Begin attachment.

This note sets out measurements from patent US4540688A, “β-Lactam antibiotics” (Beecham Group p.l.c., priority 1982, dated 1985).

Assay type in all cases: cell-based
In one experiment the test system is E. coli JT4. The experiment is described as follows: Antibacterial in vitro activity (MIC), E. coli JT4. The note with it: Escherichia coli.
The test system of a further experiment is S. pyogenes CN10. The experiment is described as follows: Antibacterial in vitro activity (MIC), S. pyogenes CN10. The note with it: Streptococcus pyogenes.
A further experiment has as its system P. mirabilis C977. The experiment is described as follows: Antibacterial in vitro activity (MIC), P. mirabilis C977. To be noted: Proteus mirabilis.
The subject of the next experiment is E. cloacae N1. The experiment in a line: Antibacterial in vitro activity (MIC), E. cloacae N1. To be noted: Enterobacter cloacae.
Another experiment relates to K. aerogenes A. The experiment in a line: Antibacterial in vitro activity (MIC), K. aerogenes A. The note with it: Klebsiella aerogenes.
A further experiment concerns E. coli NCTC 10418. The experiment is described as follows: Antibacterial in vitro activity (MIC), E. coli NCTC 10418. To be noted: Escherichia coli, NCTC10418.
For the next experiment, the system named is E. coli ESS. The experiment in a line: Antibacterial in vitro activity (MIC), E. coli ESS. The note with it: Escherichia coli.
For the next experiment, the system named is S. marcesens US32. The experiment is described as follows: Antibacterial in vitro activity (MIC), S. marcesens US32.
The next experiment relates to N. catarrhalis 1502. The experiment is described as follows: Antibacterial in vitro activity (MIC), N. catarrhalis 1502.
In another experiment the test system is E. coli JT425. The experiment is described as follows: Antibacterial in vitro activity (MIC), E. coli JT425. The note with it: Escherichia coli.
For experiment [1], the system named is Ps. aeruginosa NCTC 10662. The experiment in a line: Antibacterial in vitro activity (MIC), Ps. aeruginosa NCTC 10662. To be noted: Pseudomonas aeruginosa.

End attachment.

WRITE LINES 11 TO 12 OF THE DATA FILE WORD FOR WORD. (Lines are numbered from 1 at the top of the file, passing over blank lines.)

The next experiment relates to N. catarrhalis 1502. The experiment is described as follows: Antibacterial in vitro activity (MIC), N. catarrhalis 1502.
In another experiment the test system is E. coli JT425. The experiment is described as follows: Antibacterial in vitro activity (MIC), E. coli JT425. The note with it: Escherichia coli.